Why Warriors won't rush DeMarcus Cousins; Quinn Cook's fan connection

Illustration by Tara Funk

Why Warriors won't rush DeMarcus Cousins; Quinn Cook's fan connection

Editor’s note: Kerith Burke, NBC Sports Bay Area’s Warriors reporter, will take you inside the two-time defending NBA champions as only she can each Friday with the Ask Kerith Mailbag. Send her a question on Twitter using the hashtag #askkerith


I’m writing this portion of the mailbag on a gray Cleveland morning. I’m sitting outside the Warriors’ locker room at Quicken Loans Arena. Last time the Warriors were here was when they swept the Cavs and won their third NBA championship in four seasons, cementing a dynasty.

Most of my work that night happened in this hallway. Interview after interview with champagne-soaked players. It was my rookie season with the team, and I got to cover a championship. Unforgettable.

It’s 10:44 a.m. I’m looking around as arena workers set up tables for fans who get to eat and drink in the courtside club. LeBron isn’t in Cleveland any more. When the Warriors face the Cavs this time on a Wednesday night in December, with the temperature 28 degrees and snow starting in 49 minutes, the team records going into the game are 16-9 and 5-18, respectively.

Everything changes. The Warriors had a season where they finished with nine losses. But each season is a new beast.

Game on!

@scottlassley will Damian Jones injury hasten Boogie Cousin's debut?

@ikman.preet Do you think Boogie can make his return before Christmas after Jones being out?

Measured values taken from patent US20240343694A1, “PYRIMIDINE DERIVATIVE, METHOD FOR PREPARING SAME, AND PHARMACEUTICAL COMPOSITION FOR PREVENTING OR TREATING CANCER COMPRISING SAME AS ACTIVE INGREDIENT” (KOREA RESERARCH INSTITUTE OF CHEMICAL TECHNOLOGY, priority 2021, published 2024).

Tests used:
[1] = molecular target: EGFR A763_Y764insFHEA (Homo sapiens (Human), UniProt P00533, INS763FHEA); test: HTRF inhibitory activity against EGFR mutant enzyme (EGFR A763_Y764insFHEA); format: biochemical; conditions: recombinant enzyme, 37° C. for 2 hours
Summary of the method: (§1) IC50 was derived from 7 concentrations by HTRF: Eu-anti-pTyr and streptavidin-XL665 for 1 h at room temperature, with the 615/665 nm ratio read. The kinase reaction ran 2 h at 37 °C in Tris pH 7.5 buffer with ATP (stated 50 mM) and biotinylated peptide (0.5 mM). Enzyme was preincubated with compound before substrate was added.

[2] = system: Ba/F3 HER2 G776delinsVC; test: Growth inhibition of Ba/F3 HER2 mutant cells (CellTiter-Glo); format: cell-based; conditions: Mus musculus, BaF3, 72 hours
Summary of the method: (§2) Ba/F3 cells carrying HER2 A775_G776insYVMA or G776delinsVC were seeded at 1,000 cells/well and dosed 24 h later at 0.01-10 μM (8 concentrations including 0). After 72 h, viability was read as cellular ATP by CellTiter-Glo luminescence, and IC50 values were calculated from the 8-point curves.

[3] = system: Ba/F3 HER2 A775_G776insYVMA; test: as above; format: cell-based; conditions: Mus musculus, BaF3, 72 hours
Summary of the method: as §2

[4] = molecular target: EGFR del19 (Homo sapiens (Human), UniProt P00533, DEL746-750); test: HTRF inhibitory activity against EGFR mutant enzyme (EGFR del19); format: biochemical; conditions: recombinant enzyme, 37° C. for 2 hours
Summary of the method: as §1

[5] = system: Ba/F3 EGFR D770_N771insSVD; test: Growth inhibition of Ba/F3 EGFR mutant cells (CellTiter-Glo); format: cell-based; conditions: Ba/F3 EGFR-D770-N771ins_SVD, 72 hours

@Souz2385 Who starts at center now that Jones is out? Does Bell start more or will Looney until Boogie comes back?

@saucinexcessively What kind of development should we expect from Jordan Bell given the Damian Jones injury?

@lowkay614 Now that Jones is out will we get someone to replace him or just hope for Boogie’s quick return?

Warriors fans were interested in the center position before, and that interest exploded now that Damian Jones could miss the rest of the season with a torn left pectoral muscle. DJ was the starter at the 5, and that job was supposed to carry until DeMarcus Cousins is ready to play. Now what?

First, don’t expect Boogie to come back any earlier. There will be no “rushing back” from his Achilles tendon rehab, even though the Warriors have more urgency at the center position now. The timetable for Boogie’s return is still around the New Year.

We just saw the caution the Warriors took with Steph Curry’s return from his groin injury. He probably could have played in Toronto. Steph said he was ready. Steve Kerr thought Steph looked ready. But the training staff suggested two more days of rehab. Caution always will be the default position in the regular season.

Now consider how long it’s been for Boogie to rehab his serious injury. He’s been out since January. The Warriors don’t want to put him in a situation where his body is not 100 percent ready to play. Even then, he might get a few extra days to be safe.

Where does that leave Kevon Looney and Jordan Bell? The Warriors made Loon their starter. Going all the way back to the start of the season, Kerr said Loon had the best training camp, and he’s more trusted than JB. These December games can be a big opportunity for Loon. We just saw him go for a new career high in scoring against the Hawks. His rim protection is good. The question for Loon will be his durability with more minutes. He’s had two hip surgeries.